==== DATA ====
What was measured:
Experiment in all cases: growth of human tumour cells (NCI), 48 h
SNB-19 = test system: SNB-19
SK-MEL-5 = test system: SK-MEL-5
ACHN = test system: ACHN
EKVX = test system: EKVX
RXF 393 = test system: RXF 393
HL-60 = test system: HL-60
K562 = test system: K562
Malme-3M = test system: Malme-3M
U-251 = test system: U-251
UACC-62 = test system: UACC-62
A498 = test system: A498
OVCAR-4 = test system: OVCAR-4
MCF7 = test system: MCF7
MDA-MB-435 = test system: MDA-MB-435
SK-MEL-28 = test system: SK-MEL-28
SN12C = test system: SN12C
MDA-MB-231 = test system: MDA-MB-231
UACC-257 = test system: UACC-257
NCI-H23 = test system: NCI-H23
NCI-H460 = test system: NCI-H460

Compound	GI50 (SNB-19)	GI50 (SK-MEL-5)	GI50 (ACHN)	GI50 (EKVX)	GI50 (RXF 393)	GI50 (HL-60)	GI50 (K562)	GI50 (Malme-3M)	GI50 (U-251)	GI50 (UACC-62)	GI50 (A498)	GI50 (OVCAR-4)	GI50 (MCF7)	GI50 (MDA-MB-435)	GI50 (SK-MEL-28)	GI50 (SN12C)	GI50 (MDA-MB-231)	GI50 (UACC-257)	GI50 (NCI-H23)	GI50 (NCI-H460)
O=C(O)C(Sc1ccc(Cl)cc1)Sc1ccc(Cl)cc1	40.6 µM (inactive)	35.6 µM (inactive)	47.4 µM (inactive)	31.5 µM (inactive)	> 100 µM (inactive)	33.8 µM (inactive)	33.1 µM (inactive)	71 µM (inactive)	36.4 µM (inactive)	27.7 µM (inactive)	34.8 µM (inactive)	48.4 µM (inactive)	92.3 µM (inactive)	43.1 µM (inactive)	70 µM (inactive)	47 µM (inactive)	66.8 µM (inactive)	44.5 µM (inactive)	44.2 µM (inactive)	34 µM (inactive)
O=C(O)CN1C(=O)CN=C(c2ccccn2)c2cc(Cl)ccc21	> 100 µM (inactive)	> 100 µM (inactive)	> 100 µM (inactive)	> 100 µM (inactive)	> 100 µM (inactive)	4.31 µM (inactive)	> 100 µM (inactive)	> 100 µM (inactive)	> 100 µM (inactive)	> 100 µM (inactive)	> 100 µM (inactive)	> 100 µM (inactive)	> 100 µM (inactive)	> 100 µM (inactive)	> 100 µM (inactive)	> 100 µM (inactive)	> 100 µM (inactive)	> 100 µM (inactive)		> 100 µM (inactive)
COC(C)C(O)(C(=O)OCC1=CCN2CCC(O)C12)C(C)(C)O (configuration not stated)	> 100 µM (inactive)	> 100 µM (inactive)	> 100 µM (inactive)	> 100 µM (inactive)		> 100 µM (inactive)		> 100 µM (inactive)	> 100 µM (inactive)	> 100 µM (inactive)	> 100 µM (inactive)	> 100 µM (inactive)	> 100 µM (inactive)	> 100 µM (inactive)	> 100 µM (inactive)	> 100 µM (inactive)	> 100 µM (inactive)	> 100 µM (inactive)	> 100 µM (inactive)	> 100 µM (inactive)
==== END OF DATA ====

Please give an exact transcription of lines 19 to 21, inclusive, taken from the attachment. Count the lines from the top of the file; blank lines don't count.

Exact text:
MDA-MB-231 = test system: MDA-MB-231
UACC-257 = test system: UACC-257
NCI-H23 = test system: NCI-H23